Many first time home buyers have questions about their credit. They are not sure what condition their credit is in or if they have an adequate score to qualify for a home loan. Conflicting tips from family, friends and media regarding credit and home buying just adds to their confusion.
It seems that the number one thing is to get help from a credit expert before going to a lender. When a lender pulls an individual’s credit score it’s called a “hard inquiry” and will result in a reduction of the persons credit score. But a good credit expert will show you how to acquire your own credit report without lowering the score. This allows potential home buyers to see what changes they need to make, if any, to prepare for a home loan.
Many people try to fix their own credit or improve their score based on things they have heard others say about their credit. But it’s best to beware. Some common attempts first time home buyers make can hurt their credit far more than they realize.
We asked Shelly Mull Co-owner of Credit Expert LLC about some of the common things she sees people doing that they think will help their credit but actually ends up hurting it.
“I think the answer to this question is based on myths that consumers have heard from other people. For example, paying off a car loan early, this will not hurt their credit scores, but it will stop helping their credit scores. Another mistake that people often make is buying a high dollar item on a credit card thinking that making the monthly payments on time will look good and help their credit. Although good payment history is a major contributor to the credit score, credit cards with high balances can decrease the credit score significantly. Another mistake often made is closing a credit card no longer being used that has been open for several years, has a good payment history with no balance. And finally, paying old collections accounts because their lender told them to do so. This can actually drop the credit score. So when it comes to a home buyer and old collections, I have a strategy to paying these.”
With all the so called free credit report services out there one would think this would be the best place to start but it is one more area to be careful. Since it’s hard for some people to know what they are looking at when they look at a credit report. A potential home buyer may see a score on their credit report but not realize that the lender will be looking at a different score or using a different scoring model to arrive at their score. Working with a credit care professional before going to a lender can allow you to get a different view of your credit history. Credit experts view your credit through the lens of how it can be improved. They are looking for things like what can be removed or errors that they can address. They are also taking the Fair Credit Reporting Act laws into account to determine what changes can be made. Whereas most lenders are only comparing an applicant’s current credit profile to their own set of requirements to qualify for a loan.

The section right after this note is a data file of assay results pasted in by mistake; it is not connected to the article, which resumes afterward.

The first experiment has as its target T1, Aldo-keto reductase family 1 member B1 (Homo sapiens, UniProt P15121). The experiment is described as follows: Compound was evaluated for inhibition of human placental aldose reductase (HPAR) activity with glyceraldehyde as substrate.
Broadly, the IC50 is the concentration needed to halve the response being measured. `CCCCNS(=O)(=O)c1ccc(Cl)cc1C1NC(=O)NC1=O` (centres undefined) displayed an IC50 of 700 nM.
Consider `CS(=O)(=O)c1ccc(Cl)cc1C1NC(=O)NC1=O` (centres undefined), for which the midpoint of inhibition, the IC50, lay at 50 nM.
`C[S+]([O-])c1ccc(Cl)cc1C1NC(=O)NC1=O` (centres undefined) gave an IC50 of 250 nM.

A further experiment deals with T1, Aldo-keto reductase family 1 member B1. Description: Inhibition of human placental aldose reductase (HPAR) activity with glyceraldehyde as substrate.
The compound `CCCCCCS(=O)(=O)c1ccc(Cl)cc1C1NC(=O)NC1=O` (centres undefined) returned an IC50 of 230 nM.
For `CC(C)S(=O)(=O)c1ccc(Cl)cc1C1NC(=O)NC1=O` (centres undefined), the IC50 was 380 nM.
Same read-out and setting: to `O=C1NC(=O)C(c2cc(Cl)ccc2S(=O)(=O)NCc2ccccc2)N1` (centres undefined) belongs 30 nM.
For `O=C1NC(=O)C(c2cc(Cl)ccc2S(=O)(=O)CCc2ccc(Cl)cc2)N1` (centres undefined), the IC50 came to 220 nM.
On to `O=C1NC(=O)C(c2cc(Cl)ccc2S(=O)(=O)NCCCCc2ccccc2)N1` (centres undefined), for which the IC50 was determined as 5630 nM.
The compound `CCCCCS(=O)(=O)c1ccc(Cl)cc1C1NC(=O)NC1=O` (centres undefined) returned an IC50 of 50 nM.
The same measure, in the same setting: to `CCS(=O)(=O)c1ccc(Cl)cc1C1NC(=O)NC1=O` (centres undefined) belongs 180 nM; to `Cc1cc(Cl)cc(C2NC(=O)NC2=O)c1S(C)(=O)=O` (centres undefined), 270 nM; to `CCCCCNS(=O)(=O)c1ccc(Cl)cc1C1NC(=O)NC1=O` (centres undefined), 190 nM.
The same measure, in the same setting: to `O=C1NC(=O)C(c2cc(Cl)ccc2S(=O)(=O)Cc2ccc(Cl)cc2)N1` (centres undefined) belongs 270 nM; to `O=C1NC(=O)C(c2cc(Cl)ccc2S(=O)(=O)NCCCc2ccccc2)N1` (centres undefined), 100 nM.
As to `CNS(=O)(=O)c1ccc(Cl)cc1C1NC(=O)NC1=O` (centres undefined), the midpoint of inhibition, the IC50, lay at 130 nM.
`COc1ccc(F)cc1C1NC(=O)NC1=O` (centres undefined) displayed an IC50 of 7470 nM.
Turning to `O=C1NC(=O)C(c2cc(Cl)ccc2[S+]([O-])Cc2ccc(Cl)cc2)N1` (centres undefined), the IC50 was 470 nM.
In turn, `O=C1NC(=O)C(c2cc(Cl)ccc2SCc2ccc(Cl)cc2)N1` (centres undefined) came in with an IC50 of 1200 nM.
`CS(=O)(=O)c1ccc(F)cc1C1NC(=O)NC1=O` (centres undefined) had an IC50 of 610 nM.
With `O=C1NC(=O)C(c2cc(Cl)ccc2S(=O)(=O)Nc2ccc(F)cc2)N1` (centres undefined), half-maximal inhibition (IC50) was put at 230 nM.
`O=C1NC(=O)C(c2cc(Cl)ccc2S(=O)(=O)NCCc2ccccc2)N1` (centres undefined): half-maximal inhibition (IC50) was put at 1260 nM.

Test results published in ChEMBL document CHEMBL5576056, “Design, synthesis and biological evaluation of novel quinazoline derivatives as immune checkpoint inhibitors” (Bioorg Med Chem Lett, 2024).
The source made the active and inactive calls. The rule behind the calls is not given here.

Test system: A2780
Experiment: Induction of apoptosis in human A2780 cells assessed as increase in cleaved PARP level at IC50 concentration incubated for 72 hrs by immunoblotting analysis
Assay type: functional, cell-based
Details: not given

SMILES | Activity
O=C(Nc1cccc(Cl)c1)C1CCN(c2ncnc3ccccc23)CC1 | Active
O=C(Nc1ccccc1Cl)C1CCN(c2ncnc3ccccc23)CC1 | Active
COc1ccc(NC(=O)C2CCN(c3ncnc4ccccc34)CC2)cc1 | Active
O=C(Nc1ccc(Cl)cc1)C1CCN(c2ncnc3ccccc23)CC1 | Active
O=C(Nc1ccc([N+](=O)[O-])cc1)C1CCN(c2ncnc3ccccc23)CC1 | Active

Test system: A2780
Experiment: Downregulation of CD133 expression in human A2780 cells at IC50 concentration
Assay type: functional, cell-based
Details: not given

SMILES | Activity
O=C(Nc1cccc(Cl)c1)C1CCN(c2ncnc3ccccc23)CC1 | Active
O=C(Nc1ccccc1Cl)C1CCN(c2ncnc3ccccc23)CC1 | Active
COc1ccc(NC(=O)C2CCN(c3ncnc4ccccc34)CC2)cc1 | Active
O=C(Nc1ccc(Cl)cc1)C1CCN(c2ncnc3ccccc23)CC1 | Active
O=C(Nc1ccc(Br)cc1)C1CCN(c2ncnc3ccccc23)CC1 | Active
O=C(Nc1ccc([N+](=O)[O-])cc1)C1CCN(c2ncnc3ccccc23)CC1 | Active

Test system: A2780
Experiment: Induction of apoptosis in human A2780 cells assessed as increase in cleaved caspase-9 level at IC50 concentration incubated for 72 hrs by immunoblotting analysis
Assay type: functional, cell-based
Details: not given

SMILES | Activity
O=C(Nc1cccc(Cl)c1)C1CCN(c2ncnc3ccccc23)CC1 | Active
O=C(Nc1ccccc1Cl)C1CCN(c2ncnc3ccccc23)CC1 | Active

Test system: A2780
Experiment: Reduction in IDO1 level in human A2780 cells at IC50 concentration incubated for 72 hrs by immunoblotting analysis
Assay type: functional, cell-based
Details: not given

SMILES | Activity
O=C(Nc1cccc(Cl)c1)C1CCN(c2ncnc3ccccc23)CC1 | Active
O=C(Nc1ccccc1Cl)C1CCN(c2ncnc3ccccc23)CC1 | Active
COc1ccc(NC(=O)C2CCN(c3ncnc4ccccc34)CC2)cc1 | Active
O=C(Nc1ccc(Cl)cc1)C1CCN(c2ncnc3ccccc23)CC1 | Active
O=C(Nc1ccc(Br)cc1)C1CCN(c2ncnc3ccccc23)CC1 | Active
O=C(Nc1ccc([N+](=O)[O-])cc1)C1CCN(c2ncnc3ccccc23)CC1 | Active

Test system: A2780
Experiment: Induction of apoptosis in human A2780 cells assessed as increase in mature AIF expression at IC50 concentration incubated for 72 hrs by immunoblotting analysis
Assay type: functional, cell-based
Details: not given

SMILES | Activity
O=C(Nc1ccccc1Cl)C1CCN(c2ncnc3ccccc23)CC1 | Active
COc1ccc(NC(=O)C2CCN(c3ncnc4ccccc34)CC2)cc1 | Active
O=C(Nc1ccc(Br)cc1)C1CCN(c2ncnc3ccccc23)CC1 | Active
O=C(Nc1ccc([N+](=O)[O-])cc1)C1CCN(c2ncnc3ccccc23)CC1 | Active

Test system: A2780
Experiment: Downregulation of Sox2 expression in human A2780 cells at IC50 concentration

Shelly told us “A common variable that can keep the credit score suppressed are past negative accounts that remain on the credit report. Negative accounts can stay on the credit report for 7 years and a Chapter 7 Bankruptcy can remain 10 years. After taking the FCRA laws into consideration, we will determine whether or not negative reporting accounts qualify for possible removal before 7 years. “
“I highly suggest that they contact a credit professional first. Consumers can check their own credit, however, what I find is that most consumers don’t understand how to interpret their credit report. In regards to waiting to see if they are qualified by a lender, again this could be a wasted credit pull and a loss of credit score points if they don’t qualify. Plus, most lenders are not trained to interpret the credit report the same way that I’ve been trained to interpret them.”
Fico scores range from about 300 to 850. Anything above 740 is generally considered to be excellent and will allow an applicant to access the best interest rates. But many people don’t realize that credit scores can change in as little as a couple of days. One thing that can cause a score to drop quickly is having too high of a balance on credit cards. Typically it’s best to keep credit card balances less than 30% (preferably a zero balance). Credit scores can start to decline when the balance reaches 30% of the credit limit and even more significantly when it surpasses 50%.
You can contact Shelly and her team at Credit Expert LLC by calling (605) 271-8871 or by visiting www.creditexpertllc.com